The Genius: Rules of the Game is a South Korean reality TV game show that pits players against each other in various games of wits and strategy. The show debuted in April of this year, so it’s still super fresh, and I highly recommend it to anyone who is into smart TV.
The game starts off with 13 players, some are fairly well-known celebrities, others are simply bright minds, but all are selected for their particular talents and skills which might be useful in the game. Each episode focuses on a different game, in a segment called the Main Match. Many of these games focus on logic, reasoning, chance, and game theory, but all of them eventually boil down to effective cooperation and collusion with other players. The end of each Main Match game results one player being marked for elimination. This player gets to choose their opponent from the remaining players, and the two compete in the Death Match to determine who gets eliminated.
The main motivation for the players is the prize money, which is distributed throughout the game in the form of “garnets,” each worth 1,000,000 KRW (roughly 950 USD). Players earn garnets by performing well in the Main Match, and any player that survives a Death Match receives all of their opponent’s garnets once they are eliminated. In the end, only one player will walk away with all of the remaining garnets. Garnets can be freely traded and can sometimes be exchanged for a slight advantage in a game. Things really get interesting when players start using garnets as bargaining chips in negotiations with each other. Loyalty is bought and sold, sometimes behind closed doors, and sometimes blatantly to the highest bidder.
The games are always unique and interesting, and it’s fun to watch the players find creative ways to get what they want. While nearly all of the games rely to some extent on game theory, don’t expect to be able to pause the show and figure out the winning strategy. Alliances between players with long-term survival in mind take the games beyond mere logic puzzles (and make a more interesting show, in my opinion). The show also prevents you from making any accurate outcome predictions by selectively showing what’s going on between the players. Just when you think you’ve got it figured out, some new footage will reveal a double-cross at a critical moment, or an action that wasn’t what it seemed. This element of surprise through strategic editing was something I really enjoyed about the The Genius, and the editing in general seems to have been fine-tuned for maximum entertainment.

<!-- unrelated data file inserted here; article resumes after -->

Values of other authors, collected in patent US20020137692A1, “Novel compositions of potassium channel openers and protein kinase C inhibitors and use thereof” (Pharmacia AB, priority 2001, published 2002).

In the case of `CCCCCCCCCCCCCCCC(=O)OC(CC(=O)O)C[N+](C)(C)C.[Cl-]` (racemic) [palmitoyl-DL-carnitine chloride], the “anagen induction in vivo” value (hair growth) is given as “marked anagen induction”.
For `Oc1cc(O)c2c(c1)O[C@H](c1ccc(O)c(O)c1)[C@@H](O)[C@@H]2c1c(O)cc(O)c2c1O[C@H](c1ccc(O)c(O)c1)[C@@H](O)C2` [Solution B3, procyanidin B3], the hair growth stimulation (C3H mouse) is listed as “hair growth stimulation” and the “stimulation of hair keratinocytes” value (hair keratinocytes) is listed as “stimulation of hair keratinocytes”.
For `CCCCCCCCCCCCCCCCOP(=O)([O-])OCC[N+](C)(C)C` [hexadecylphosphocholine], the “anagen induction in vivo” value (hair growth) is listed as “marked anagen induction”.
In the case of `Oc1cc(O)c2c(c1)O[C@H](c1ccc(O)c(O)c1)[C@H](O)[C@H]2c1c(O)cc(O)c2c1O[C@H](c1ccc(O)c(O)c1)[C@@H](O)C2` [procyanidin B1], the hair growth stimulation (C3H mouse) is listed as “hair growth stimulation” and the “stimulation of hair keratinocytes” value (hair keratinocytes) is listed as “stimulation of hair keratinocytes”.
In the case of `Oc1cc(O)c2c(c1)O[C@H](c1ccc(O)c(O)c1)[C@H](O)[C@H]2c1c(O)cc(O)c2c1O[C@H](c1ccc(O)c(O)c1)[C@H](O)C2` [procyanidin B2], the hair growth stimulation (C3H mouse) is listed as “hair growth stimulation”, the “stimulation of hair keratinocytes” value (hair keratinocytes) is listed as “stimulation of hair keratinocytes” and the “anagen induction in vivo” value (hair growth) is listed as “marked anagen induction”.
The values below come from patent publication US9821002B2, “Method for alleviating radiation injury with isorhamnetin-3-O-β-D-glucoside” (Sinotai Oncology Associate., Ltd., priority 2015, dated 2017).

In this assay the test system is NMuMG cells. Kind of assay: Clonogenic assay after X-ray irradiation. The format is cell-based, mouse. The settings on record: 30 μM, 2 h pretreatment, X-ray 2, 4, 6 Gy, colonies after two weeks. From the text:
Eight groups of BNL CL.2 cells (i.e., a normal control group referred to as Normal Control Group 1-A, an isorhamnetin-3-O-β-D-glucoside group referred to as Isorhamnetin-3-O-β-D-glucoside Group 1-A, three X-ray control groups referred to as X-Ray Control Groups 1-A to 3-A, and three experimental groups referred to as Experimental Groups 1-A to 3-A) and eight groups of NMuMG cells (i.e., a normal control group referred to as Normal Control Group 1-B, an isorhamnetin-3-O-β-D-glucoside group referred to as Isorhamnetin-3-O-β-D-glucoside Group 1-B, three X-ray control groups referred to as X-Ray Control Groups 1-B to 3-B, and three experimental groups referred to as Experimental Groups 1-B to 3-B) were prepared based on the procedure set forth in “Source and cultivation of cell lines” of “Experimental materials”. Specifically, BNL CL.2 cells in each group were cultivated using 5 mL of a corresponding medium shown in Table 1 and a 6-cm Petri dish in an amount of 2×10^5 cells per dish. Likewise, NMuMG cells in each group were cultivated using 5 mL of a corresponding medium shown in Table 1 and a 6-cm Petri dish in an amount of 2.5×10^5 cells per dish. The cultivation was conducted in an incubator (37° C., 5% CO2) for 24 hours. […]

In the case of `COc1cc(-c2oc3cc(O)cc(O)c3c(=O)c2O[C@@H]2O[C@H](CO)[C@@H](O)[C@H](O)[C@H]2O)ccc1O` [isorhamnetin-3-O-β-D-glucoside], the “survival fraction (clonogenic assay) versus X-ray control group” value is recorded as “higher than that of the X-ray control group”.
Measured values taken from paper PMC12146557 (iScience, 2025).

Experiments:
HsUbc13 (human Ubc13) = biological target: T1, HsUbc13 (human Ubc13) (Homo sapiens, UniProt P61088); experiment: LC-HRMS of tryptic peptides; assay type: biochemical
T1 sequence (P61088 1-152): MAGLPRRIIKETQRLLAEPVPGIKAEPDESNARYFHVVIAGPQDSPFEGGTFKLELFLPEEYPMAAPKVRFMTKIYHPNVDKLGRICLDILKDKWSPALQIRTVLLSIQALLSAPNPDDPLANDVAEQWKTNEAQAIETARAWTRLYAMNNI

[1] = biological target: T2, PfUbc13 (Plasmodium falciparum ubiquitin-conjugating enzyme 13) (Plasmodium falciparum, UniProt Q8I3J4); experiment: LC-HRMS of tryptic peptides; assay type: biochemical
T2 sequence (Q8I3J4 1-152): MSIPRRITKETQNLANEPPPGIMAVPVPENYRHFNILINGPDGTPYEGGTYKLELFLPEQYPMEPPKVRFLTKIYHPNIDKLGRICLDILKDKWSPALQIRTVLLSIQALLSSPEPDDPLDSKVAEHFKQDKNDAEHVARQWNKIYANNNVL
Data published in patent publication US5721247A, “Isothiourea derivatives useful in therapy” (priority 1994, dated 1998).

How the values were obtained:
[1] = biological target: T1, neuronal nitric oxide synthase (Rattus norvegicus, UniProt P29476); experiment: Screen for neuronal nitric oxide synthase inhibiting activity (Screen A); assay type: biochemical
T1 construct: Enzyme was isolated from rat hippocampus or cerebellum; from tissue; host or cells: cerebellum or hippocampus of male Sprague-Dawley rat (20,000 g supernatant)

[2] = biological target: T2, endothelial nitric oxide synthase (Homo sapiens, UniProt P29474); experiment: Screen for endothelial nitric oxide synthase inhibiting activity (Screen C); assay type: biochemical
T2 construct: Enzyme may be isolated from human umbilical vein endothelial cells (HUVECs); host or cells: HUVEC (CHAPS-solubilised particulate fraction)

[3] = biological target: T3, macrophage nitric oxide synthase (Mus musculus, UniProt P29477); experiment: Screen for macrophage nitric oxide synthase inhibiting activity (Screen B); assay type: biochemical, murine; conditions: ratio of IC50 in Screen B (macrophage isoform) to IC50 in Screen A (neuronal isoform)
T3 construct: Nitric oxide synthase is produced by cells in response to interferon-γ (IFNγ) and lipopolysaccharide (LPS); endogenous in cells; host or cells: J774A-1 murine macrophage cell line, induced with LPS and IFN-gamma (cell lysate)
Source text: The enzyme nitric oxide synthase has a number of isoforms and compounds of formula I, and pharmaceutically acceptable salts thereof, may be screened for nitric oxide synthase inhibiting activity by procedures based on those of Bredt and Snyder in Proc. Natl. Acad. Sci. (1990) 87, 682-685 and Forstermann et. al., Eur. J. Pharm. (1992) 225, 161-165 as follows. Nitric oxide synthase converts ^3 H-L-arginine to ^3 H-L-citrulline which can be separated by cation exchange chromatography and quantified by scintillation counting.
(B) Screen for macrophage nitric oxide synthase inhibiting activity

I think the mixing of strong celebrity personalities and generally clever people was a great casting choice. Admittedly, as a non-Korean-speaking person without any existing knowledge about the celebrity personalities, it was a little difficult to keep track of all thirteen players at first. But after a few eliminations, it became easy enough to remember all of their names, professions, and personalities. (Pro-tip: Learn about Korean kinship terms before watching to reduce confusion.) It’s definitely worth getting invested in the players as it is their actions which drive each episode, and one player’s actions toward another player can have long-term consequences.